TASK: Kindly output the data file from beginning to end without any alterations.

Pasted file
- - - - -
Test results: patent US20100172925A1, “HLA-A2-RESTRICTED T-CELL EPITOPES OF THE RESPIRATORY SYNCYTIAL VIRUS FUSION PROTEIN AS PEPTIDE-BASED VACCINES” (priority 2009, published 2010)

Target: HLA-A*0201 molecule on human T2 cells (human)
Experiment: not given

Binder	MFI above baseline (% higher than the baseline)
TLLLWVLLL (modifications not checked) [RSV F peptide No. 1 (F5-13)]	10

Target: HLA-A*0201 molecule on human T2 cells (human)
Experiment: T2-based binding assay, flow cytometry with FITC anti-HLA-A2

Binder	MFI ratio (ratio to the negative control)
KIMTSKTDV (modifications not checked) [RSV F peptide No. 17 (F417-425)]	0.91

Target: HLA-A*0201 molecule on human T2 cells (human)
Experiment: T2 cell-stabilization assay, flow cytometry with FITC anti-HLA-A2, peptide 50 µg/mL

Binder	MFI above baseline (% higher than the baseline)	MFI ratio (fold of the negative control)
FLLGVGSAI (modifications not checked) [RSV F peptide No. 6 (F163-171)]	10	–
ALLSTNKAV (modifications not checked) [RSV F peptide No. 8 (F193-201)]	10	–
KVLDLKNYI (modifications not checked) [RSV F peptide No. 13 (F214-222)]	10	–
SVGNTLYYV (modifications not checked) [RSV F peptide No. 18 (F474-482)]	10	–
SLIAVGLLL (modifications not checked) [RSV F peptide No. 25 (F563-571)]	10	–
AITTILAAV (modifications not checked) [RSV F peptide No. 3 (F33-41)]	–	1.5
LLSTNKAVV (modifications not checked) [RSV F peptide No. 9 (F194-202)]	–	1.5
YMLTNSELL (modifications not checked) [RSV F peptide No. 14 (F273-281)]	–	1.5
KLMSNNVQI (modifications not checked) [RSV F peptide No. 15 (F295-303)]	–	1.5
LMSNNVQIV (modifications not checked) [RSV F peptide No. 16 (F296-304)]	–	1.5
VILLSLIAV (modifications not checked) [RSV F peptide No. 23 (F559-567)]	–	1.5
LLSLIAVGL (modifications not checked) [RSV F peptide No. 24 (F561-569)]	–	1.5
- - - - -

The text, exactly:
Test results: patent US20100172925A1, “HLA-A2-RESTRICTED T-CELL EPITOPES OF THE RESPIRATORY SYNCYTIAL VIRUS FUSION PROTEIN AS PEPTIDE-BASED VACCINES” (priority 2009, published 2010)

Target: HLA-A*0201 molecule on human T2 cells (human)
Experiment: not given

Binder	MFI above baseline (% higher than the baseline)
TLLLWVLLL (modifications not checked) [RSV F peptide No. 1 (F5-13)]	10

Target: HLA-A*0201 molecule on human T2 cells (human)
Experiment: T2-based binding assay, flow cytometry with FITC anti-HLA-A2

Binder	MFI ratio (ratio to the negative control)
KIMTSKTDV (modifications not checked) [RSV F peptide No. 17 (F417-425)]	0.91

Target: HLA-A*0201 molecule on human T2 cells (human)
Experiment: T2 cell-stabilization assay, flow cytometry with FITC anti-HLA-A2, peptide 50 µg/mL

Binder	MFI above baseline (% higher than the baseline)	MFI ratio (fold of the negative control)
FLLGVGSAI (modifications not checked) [RSV F peptide No. 6 (F163-171)]	10	–
ALLSTNKAV (modifications not checked) [RSV F peptide No. 8 (F193-201)]	10	–
KVLDLKNYI (modifications not checked) [RSV F peptide No. 13 (F214-222)]	10	–
SVGNTLYYV (modifications not checked) [RSV F peptide No. 18 (F474-482)]	10	–
SLIAVGLLL (modifications not checked) [RSV F peptide No. 25 (F563-571)]	10	–
AITTILAAV (modifications not checked) [RSV F peptide No. 3 (F33-41)]	–	1.5
LLSTNKAVV (modifications not checked) [RSV F peptide No. 9 (F194-202)]	–	1.5
YMLTNSELL (modifications not checked) [RSV F peptide No. 14 (F273-281)]	–	1.5
KLMSNNVQI (modifications not checked) [RSV F peptide No. 15 (F295-303)]	–	1.5
LMSNNVQIV (modifications not checked) [RSV F peptide No. 16 (F296-304)]	–	1.5
VILLSLIAV (modifications not checked) [RSV F peptide No. 23 (F559-567)]	–	1.5
LLSLIAVGL (modifications not checked) [RSV F peptide No. 24 (F561-569)]	–	1.5